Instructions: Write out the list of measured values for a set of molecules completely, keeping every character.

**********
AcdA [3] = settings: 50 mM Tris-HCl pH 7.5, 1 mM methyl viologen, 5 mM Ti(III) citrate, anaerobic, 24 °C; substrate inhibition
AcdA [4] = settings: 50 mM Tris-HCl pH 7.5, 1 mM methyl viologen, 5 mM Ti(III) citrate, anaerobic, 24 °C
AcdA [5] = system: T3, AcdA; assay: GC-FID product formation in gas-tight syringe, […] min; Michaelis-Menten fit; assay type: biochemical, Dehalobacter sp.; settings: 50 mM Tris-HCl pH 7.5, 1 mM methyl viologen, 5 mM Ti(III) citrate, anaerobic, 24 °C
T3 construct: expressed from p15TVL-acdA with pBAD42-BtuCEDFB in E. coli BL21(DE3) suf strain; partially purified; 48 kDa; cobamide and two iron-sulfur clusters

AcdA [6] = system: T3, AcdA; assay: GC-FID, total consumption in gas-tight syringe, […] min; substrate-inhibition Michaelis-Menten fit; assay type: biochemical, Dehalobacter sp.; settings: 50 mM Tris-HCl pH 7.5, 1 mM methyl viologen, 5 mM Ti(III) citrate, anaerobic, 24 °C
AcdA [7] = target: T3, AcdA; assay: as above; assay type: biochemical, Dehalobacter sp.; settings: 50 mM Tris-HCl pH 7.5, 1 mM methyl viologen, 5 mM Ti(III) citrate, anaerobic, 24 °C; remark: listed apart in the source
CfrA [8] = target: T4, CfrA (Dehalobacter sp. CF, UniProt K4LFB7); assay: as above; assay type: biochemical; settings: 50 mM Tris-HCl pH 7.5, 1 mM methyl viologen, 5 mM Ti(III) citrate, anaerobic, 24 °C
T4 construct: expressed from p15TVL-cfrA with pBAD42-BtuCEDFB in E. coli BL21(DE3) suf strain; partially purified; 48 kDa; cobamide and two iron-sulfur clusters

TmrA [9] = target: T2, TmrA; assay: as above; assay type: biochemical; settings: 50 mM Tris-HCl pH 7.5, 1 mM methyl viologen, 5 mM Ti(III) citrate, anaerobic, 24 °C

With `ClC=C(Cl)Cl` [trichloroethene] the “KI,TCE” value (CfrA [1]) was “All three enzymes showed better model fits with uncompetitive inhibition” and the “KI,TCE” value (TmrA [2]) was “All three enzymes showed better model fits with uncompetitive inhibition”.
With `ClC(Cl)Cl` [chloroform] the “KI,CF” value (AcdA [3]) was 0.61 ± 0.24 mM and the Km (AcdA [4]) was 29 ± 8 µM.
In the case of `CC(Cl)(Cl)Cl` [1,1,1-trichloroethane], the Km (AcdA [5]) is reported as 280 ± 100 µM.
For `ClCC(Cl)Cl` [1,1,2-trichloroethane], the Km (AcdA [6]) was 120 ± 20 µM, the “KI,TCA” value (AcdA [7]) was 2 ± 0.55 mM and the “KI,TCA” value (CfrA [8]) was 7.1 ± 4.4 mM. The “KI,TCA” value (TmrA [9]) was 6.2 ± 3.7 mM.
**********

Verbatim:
AcdA [3] = settings: 50 mM Tris-HCl pH 7.5, 1 mM methyl viologen, 5 mM Ti(III) citrate, anaerobic, 24 °C; substrate inhibition
AcdA [4] = settings: 50 mM Tris-HCl pH 7.5, 1 mM methyl viologen, 5 mM Ti(III) citrate, anaerobic, 24 °C
AcdA [5] = system: T3, AcdA; assay: GC-FID product formation in gas-tight syringe, […] min; Michaelis-Menten fit; assay type: biochemical, Dehalobacter sp.; settings: 50 mM Tris-HCl pH 7.5, 1 mM methyl viologen, 5 mM Ti(III) citrate, anaerobic, 24 °C
T3 construct: expressed from p15TVL-acdA with pBAD42-BtuCEDFB in E. coli BL21(DE3) suf strain; partially purified; 48 kDa; cobamide and two iron-sulfur clusters

AcdA [6] = system: T3, AcdA; assay: GC-FID, total consumption in gas-tight syringe, […] min; substrate-inhibition Michaelis-Menten fit; assay type: biochemical, Dehalobacter sp.; settings: 50 mM Tris-HCl pH 7.5, 1 mM methyl viologen, 5 mM Ti(III) citrate, anaerobic, 24 °C
AcdA [7] = target: T3, AcdA; assay: as above; assay type: biochemical, Dehalobacter sp.; settings: 50 mM Tris-HCl pH 7.5, 1 mM methyl viologen, 5 mM Ti(III) citrate, anaerobic, 24 °C; remark: listed apart in the source
CfrA [8] = target: T4, CfrA (Dehalobacter sp. CF, UniProt K4LFB7); assay: as above; assay type: biochemical; settings: 50 mM Tris-HCl pH 7.5, 1 mM methyl viologen, 5 mM Ti(III) citrate, anaerobic, 24 °C
T4 construct: expressed from p15TVL-cfrA with pBAD42-BtuCEDFB in E. coli BL21(DE3) suf strain; partially purified; 48 kDa; cobamide and two iron-sulfur clusters

TmrA [9] = target: T2, TmrA; assay: as above; assay type: biochemical; settings: 50 mM Tris-HCl pH 7.5, 1 mM methyl viologen, 5 mM Ti(III) citrate, anaerobic, 24 °C

With `ClC=C(Cl)Cl` [trichloroethene] the “KI,TCE” value (CfrA [1]) was “All three enzymes showed better model fits with uncompetitive inhibition” and the “KI,TCE” value (TmrA [2]) was “All three enzymes showed better model fits with uncompetitive inhibition”.
With `ClC(Cl)Cl` [chloroform] the “KI,CF” value (AcdA [3]) was 0.61 ± 0.24 mM and the Km (AcdA [4]) was 29 ± 8 µM.
In the case of `CC(Cl)(Cl)Cl` [1,1,1-trichloroethane], the Km (AcdA [5]) is reported as 280 ± 100 µM.
For `ClCC(Cl)Cl` [1,1,2-trichloroethane], the Km (AcdA [6]) was 120 ± 20 µM, the “KI,TCA” value (AcdA [7]) was 2 ± 0.55 mM and the “KI,TCA” value (CfrA [8]) was 7.1 ± 4.4 mM. The “KI,TCA” value (TmrA [9]) was 6.2 ± 3.7 mM.